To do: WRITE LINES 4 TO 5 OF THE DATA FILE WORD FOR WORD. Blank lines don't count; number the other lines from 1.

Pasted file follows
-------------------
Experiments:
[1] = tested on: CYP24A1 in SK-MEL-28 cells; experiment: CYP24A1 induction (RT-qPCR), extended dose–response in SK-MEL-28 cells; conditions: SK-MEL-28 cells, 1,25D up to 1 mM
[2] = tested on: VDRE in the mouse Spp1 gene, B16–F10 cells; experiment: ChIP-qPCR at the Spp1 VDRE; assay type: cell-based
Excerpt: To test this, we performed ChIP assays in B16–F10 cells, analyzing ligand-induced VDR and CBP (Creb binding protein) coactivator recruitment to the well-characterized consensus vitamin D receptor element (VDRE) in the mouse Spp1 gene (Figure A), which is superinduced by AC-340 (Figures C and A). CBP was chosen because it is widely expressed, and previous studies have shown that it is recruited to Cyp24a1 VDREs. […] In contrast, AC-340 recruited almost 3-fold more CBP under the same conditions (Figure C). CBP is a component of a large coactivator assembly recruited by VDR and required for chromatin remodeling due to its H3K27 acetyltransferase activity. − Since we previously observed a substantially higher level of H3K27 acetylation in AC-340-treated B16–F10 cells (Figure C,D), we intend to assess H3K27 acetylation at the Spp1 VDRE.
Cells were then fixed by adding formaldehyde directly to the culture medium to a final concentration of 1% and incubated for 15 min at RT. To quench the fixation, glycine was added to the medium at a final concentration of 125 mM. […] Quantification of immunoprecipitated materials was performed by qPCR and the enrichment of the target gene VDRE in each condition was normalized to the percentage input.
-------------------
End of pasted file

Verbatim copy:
Excerpt: To test this, we performed ChIP assays in B16–F10 cells, analyzing ligand-induced VDR and CBP (Creb binding protein) coactivator recruitment to the well-characterized consensus vitamin D receptor element (VDRE) in the mouse Spp1 gene (Figure A), which is superinduced by AC-340 (Figures C and A). CBP was chosen because it is widely expressed, and previous studies have shown that it is recruited to Cyp24a1 VDREs. […] In contrast, AC-340 recruited almost 3-fold more CBP under the same conditions (Figure C). CBP is a component of a large coactivator assembly recruited by VDR and required for chromatin remodeling due to its H3K27 acetyltransferase activity. − Since we previously observed a substantially higher level of H3K27 acetylation in AC-340-treated B16–F10 cells (Figure C,D), we intend to assess H3K27 acetylation at the Spp1 VDRE.
Cells were then fixed by adding formaldehyde directly to the culture medium to a final concentration of 1% and incubated for 15 min at RT. To quench the fixation, glycine was added to the medium at a final concentration of 125 mM. […] Quantification of immunoprecipitated materials was performed by qPCR and the enrichment of the target gene VDRE in each condition was normalized to the percentage input.